Friday, December 23, 2016
Why God Desires
“Our” Trust More Than
“Our” Correct Beliefs
Geoffrey W. Sutton
Chances are you’ve met a few people who insist their beliefs are right. They don’t hesitate to denounce others as not just wrong but as evil people--people out to ruin the country, destroy lives, and on the brink of eternal damnation.
If you followed the 2016 campaign for president of the United States, you know what I’m talking about—many people were sure their candidate was right and the other one was an evil menace. And some of those people attacked “friends” and family on social media and elsewhere.
I read Enn’s book, The Sin of Certainty in 2017. My review hasn’t been published yet but I will post some text here and give you a link to the full, unpublished version. It’s certainly a book worth reading.
The “Sin” in Peter Enns’ book is a devotion to correct beliefs rather than a devotion to God characterized by trust. Trust in a person—God—is the only way for Christians to maintain faith qua faithfulness when simple biblical quotes don’t seem to square with challenges from scientists or life events.
You will find four challenges to certainty in the last few hundred years. These “oh-oh” moments challenged thinking Christians—and still do.
1. The scientific evidence for evolution caused many to doubt the literal words in Genesis.
2. Archaeologists found old texts from other cultures indicating the words attributed to Moses were not unique to him.
3. Biblical research challenged the views of religious scholars about the way the Bible was written.
4. The theological battle over American slavery raised questions about using the Bible for moral guidance when clergy preached contradictory messages.
Of course, these four issues continue into the present in one form or another. As I’ve written elsewhere, Christians are A HouseDivided.
Here’s a few quotes you might find interesting.
“Let me say again that beliefs themselves are not the problem. Working out what we believe is worthy of serious time and effort in our lives of faith. But our pursuit of having the right beliefs and locking them up in a vault are not the center of faith. Trust in God is. When holding to correct thinking becomes the center, we have shrunk faith in God to an intellectual exercise” (22).
“The long Protestant quest to get the Bible right has not led to greater and greater certainty about what the Bible means. Quite the contrary. It has led to a staggering number of different denominations and sub denominations that disagree sharply about how significant portions of the Bible should be understood. I mean, if the Bible is our source of sure knowledge about God, how do we explain all this diversity? Isn’t the Bible supposed to unify us rather than divide us?” (p. 52)
“When we are in despair or fear and God is as far away from us as the most distant star in the universe, we are at that moment ‘with’ Christ more than we know—and perhaps more than we ever have been—because when we suffer, we share in and complete Christ’s sufferings” (200).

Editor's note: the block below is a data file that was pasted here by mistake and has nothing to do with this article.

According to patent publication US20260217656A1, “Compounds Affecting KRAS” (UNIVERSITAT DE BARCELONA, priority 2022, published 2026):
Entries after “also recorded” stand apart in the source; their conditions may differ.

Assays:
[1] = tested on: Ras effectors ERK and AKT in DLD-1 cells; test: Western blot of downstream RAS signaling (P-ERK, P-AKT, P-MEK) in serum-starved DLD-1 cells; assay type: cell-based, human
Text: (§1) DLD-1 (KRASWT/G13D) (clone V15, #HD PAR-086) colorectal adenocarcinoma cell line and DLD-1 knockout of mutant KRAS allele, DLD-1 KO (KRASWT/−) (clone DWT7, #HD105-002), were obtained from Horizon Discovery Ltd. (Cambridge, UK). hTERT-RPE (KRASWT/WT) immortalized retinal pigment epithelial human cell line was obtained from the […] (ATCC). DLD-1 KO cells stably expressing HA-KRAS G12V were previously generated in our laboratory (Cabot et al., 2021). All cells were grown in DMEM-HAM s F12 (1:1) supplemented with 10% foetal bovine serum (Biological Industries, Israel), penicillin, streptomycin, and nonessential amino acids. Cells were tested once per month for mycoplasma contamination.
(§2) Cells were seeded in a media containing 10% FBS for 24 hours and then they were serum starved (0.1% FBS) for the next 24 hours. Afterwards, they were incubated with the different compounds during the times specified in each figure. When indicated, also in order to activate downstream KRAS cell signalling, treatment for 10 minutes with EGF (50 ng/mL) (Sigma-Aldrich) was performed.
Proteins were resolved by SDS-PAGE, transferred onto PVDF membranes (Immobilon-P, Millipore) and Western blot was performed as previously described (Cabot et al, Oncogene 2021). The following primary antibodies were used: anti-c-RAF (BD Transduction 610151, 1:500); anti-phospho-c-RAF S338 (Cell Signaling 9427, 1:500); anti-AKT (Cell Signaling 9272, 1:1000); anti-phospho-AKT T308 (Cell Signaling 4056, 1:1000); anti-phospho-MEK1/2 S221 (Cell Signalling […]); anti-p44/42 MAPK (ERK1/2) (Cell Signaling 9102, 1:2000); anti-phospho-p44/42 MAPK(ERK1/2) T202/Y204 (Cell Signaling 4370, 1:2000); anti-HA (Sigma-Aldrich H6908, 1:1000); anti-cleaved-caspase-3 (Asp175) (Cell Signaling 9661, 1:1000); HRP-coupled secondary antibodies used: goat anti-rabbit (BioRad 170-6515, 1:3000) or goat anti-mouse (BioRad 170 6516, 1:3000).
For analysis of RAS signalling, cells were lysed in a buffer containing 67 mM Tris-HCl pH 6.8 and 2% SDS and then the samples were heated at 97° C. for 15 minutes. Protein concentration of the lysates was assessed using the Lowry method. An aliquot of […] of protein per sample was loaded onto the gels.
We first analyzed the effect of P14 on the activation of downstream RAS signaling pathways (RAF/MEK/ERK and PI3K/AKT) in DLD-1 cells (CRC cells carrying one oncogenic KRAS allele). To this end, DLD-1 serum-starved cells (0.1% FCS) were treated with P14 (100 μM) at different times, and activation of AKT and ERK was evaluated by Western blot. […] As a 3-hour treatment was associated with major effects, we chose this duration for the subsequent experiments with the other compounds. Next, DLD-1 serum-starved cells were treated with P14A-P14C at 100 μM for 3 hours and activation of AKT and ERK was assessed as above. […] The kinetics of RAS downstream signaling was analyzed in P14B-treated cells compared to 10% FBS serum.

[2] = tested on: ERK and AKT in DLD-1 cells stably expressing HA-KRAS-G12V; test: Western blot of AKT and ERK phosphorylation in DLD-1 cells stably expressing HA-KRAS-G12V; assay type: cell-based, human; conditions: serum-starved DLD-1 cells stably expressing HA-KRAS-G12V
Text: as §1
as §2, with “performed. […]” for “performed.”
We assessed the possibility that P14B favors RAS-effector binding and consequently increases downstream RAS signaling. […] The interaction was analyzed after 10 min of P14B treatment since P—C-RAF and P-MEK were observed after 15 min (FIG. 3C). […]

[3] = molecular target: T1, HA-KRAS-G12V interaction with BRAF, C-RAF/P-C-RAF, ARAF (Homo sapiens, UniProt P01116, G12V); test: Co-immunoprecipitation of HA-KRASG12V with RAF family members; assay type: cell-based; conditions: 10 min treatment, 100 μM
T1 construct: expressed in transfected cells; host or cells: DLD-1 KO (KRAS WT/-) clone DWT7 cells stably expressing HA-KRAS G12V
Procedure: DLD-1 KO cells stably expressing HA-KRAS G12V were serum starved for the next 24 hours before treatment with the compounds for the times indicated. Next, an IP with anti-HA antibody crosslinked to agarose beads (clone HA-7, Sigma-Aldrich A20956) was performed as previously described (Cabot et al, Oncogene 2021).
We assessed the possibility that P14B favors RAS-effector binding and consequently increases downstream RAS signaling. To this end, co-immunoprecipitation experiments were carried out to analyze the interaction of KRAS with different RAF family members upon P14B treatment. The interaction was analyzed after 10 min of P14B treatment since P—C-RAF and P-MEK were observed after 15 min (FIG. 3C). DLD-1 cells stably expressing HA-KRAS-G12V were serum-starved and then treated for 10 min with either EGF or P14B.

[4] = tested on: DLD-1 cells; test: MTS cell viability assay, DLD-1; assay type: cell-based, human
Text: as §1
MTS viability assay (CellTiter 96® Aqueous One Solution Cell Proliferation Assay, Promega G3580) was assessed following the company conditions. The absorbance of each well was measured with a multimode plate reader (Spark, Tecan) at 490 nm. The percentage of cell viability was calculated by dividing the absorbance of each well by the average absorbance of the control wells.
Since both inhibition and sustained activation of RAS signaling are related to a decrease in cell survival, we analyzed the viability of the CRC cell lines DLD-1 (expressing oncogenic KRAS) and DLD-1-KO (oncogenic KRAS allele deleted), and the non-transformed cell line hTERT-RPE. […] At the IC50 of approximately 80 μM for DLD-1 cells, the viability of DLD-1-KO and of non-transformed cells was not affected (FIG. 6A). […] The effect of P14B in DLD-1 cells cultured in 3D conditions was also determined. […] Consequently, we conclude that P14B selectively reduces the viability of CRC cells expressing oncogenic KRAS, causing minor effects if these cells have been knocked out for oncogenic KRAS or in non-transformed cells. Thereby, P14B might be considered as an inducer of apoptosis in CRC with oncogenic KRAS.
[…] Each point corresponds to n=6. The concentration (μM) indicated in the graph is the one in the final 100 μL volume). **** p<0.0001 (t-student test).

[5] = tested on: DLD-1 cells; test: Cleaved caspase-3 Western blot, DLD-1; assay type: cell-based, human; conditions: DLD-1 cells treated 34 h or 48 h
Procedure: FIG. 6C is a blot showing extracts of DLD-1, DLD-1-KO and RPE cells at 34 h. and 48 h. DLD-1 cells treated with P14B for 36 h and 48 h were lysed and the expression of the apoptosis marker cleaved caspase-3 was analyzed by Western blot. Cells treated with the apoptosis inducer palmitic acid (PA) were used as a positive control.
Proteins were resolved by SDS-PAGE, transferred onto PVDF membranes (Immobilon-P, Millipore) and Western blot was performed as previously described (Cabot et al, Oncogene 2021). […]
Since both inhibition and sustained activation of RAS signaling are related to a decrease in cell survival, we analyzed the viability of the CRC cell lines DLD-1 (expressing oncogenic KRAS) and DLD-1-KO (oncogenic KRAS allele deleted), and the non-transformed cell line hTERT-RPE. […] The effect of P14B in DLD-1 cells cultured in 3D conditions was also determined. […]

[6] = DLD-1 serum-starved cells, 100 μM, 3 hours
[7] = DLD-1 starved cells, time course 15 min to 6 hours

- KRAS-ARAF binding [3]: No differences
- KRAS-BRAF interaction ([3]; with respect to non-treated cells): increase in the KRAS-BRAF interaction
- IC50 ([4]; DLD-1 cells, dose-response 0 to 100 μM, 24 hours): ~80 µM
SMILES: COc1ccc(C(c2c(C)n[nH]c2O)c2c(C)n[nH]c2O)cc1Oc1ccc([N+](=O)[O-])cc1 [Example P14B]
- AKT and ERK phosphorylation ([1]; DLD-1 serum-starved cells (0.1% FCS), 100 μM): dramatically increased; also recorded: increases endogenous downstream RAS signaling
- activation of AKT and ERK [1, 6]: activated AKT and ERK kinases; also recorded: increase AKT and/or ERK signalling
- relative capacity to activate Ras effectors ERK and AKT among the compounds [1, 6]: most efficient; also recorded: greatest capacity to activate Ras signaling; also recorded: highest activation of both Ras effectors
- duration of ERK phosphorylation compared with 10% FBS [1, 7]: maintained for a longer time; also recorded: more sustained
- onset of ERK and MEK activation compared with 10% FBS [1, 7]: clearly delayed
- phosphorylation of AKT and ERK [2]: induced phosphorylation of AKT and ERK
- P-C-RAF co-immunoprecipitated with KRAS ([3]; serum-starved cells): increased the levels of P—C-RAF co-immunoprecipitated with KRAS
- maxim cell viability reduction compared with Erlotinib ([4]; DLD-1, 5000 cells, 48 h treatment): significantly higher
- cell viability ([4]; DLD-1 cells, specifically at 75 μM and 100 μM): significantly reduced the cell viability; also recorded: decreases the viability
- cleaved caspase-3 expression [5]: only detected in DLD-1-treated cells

Enns, P. (2017). The Sin of Certainty: Why God Desires “Our” Trust More Than “Our” Correct Beliefs. New York: HarperOne.
Link to my longer review on Academia
Saturday, December 3, 2016
AN EMPIRICAL GUIDE FOR RESOLVING
ANGER AND RESTORING HOPE
Robert D. Enright &
Richard P. Fitzgibbons,
Geoffrey W. Sutton
In the last few decades, forgiveness books and research studies have multiplied. Fortunately for clinicians, Enright and Fitzgibbons have provided a comprehensive work that is clinician focused with reviews of supportive research.
I was glad for the opportunity to review this update by one of the world’s leading forgiveness researchers. My interest in forgiveness, particularly but not exclusively Christian forgiveness, began during my work as a psychotherapist. More recently I have been involved in several research projects focused on, or inclusive, of forgiveness. My point is that the psychology of forgiveness is important to both clinicians and academics. And forgiveness is a process of value to people of many religions or none at all.
My review has been accepted for publication in an academic journal. In this post, I will provide an overview of the book and provide a link to the journal article.
Two key themes are evident in the authors’ approach to forgiveness. One is obvious in their definition of forgiveness (morality) and the second is present in many paragraphs but not so obvious (anger).
For the record, here is their definition of forgiveness (pp. 26-27).
People, on rationally determining that they have been unfairly treated, forgive when they willfully abandon resentment and related responses (to which they have a right) and endeavor to respond to the wrongdoer based on the moral principle of beneficence, which may include compassion, unconditional worth, generosity, and moral love (to which the wrongdoer, by nature of the hurtful act or acts, has no right).
The authors discuss morality in their overview chapter. They suggest forgiveness therapy is not a good fit with treatments that exclude ideas of right and wrong or justice and mercy. In contrast, forgiveness therapy is a good fit for approaches that recognize a rights-based morality.